The Crown Servant must be ordinarily resident in the UK or must have been immediately before the posting or the first of consecutive postings. Alternatively, immediately before the posting, or the first of consecutive postings, they were in the UK in connection with that posting. This alternative requirement is of particular help to members of the armed forces who may be posted abroad too quickly to enable them to establish ordinary residence before they leave.

Partners of Crown Servants are also covered by this exception. There is no requirement for such partners to be ordinarily resident in the UK. However, regulations require them to be either present in the UK or accompanying the Crown Servant on their posting. The rules on temporary absence also apply to partners of Crown Servants, allowing absence from the UK itself or from the place where the Crown Servant is posted. For members of the armed forces who are deployed on operations away from an overseas base, the TCTM02050 confirms that:

Where a member of the Armed Forces is posted or deployed from an overseas base to an operational area and is unaccompanied by their spouse or partner, then that spouse or partner in the country where the overseas base is situated shall continue to be treated as “in the UK”.’

The final exception to the general presence rule is for those who are entitled to WTC and CTC by virtue of European law. In such cases, entitlement is governed by EU law which overrides UK domestic law. An example of such a situation is someone living in Spain who continues to claim CTC under EU law.

Special cases

The usual residency rules apply to seafarers and offshore workers. The UK includes its territorial waters and therefore someone working within those waters will continue to be in the UK for tax credit purposes. If they are outside of those waters, including the continental shelf, they will no longer be treated as in the UK.

The temporary absence rules apply to seafarers and offshore workers, and if the absence is less than 8 weeks, they continue to be in the UK for tax credit purposes.

As with any other incidence of temporary absence, if the period away is in excess of 8 weeks, they must notify HMRC who will end their claim. If they were claiming jointly, their partner can then claim as a single person (with only their income taken into account) until such time as the worker returns. At this point, another notification is needed to HMRC to end the single claim and start a new joint claim. In practice this leads to a complicated claim history, particular at renewal time when renewal papers will need to be completed for each separate claim.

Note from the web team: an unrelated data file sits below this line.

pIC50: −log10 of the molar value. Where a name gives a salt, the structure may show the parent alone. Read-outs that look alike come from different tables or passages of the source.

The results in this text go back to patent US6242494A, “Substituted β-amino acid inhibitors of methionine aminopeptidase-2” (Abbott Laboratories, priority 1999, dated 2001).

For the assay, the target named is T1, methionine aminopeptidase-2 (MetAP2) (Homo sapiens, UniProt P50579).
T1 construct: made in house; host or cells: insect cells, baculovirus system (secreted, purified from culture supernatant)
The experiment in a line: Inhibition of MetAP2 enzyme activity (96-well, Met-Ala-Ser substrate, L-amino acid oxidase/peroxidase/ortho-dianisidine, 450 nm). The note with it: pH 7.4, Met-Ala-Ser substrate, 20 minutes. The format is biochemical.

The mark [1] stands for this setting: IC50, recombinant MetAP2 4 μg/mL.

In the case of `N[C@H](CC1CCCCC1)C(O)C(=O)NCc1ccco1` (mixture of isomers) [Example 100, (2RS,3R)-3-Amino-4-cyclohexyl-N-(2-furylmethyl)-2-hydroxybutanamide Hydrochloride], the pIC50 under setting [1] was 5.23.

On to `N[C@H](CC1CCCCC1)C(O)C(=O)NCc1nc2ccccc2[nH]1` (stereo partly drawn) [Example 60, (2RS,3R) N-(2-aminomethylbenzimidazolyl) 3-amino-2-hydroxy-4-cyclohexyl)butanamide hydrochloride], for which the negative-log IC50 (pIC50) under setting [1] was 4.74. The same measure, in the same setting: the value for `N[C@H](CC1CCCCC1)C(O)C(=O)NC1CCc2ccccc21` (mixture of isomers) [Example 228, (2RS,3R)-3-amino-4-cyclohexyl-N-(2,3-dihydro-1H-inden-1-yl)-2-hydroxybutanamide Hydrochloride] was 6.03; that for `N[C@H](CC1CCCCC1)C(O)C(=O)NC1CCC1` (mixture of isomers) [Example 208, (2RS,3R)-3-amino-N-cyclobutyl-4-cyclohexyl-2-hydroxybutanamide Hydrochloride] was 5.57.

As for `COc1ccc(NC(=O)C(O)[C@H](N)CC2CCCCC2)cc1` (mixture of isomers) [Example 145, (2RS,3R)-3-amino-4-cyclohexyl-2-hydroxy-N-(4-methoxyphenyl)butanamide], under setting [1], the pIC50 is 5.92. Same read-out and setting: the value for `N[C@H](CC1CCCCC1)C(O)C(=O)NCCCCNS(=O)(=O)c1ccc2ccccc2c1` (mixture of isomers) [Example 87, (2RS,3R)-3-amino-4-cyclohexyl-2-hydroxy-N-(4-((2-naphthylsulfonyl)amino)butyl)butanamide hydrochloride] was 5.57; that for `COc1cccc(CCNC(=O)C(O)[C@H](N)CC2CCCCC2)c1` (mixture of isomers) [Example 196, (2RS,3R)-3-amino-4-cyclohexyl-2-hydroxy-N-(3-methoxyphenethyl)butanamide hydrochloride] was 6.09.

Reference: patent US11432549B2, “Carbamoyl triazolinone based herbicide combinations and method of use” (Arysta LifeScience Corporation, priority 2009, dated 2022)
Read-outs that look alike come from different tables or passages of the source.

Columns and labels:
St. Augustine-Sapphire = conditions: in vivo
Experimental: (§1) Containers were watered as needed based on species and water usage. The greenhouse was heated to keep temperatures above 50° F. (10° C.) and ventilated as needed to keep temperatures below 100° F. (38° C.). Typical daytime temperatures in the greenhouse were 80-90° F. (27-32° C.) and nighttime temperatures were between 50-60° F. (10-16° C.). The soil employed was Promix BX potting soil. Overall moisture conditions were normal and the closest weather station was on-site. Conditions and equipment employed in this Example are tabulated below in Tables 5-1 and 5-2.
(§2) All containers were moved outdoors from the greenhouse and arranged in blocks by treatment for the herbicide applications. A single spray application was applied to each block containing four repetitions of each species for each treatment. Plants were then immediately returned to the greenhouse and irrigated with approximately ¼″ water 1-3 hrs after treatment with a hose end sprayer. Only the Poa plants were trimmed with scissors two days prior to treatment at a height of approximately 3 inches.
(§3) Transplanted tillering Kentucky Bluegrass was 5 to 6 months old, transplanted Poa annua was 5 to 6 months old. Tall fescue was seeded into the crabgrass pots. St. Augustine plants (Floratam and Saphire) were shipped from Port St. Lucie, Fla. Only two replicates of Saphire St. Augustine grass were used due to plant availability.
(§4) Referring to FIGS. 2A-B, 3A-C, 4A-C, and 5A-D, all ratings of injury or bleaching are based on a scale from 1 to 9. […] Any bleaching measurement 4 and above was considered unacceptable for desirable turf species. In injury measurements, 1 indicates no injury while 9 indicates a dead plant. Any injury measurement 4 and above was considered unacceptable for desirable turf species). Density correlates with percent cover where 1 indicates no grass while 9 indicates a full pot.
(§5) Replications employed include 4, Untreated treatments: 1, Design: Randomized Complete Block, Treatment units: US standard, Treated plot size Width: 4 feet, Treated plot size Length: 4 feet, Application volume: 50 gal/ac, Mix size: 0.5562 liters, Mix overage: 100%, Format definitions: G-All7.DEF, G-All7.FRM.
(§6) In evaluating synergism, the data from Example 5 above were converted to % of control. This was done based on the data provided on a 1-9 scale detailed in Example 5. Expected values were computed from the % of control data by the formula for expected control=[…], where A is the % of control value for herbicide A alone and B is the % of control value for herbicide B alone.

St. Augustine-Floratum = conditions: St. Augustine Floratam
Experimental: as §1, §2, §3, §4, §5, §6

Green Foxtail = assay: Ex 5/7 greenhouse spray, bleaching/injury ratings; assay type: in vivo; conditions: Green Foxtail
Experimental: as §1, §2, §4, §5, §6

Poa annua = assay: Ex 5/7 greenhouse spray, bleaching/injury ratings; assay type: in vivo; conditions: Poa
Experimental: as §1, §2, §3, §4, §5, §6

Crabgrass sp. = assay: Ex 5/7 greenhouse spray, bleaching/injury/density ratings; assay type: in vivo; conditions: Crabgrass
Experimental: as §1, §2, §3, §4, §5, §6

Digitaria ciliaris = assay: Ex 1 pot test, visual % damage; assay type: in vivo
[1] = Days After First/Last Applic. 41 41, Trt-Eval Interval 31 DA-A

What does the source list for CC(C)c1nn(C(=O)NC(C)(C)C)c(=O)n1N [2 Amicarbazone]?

Ordinary residence

The Tax Credits (Residence) Regulations 2003(SI 2003/654) state that ‘A person shall be treated as not being in the UK for the purposes of Part 1 of the Act if he is not ordinarily resident in the UK’.

There is no further definition of ordinary residence in the legislation. Despite the same term being used in the tax system, national insurance and child benefit, HMRC guidance asserts that the definition for tax credits is different. HMRC guidance states that:

'a person is ordinarily resident if they are normally residing in the United Kingdom (apart from temporary or occasional absences), and their residence here has been adopted voluntarily and for settled purposes as part of the regular order of their life for the time being.'

The guidance (TCTM02028- 02031) gives more detailed information about the requirement including those who are treated as being ordinarily resident in the UK.

Right to Reside

When tax credits were introduced in April 2003, there was no requirement to have a right to reside for either WTC or CTC. However, from 1 May 2004, a person is not treated as being in the UK for CTC purposes if they do not have a right to reside in the UK.

The rules covering right to reside for tax credits are covered in HMRC’s tax credit technical manual (TCTM 02070).

The withdrawal agreement

HMRC’s tax credit technical manual provides information about the application of the Immigration and Social Security Co-ordination (EU Withdrawal Act 2020) as it applies to tax credits.

Subject to immigration control

The general rule is that those who are subject to immigration control are not entitled to WTC or CTC. As with most rules in tax credits, this is subject to a number of important exceptions.

The term ‘subject to immigration control’ has the same meaning as Immigration and Asylum Act 1999, section115(9).

TCTM02102 summarises those who are subject to immigration control. There are some exceptions to the general rule which are explained in the TCTM.

Asylum seekers, refugees and section 67 leave

The Tax Credits (Immigration) Regulations 2003(SI 2003/654) also deal with claims by asylum seekers. Such people are generally subject to immigration control and are not entitled to tax credits.

Asylum seekers are generally subject to immigration control and are not entitled to tax credits. However, if their claim for asylum is accepted and they are granted refugee status, Regulation 3(5) allows tax credits to be backdated to the date the claim for asylum was submitted. This applies only if the person claims tax credits within one month (three months prior to 6 April 2012) of receiving notification of their refugee status. Any backdating will be reduced by support received from the Government under the Immigration and Asylum Act 1999 unless any DWP backdating has already been reduced to take these payments into account.

The same backdating rules apply to claims from people who are granted section 67 leave (this can cover cases associated with the 'Windrush' generation). Where a person is granted section 67 leave, their claim can be backdated to the date their application for leave to remain was submitted to the Home Office, providing they claim tax credits within 1 month of receiving notification of their section 67 leave.

For more information about how these rules apply following the introduction of universal credit see our claims section.

Last reviewed/updated 20 May 2022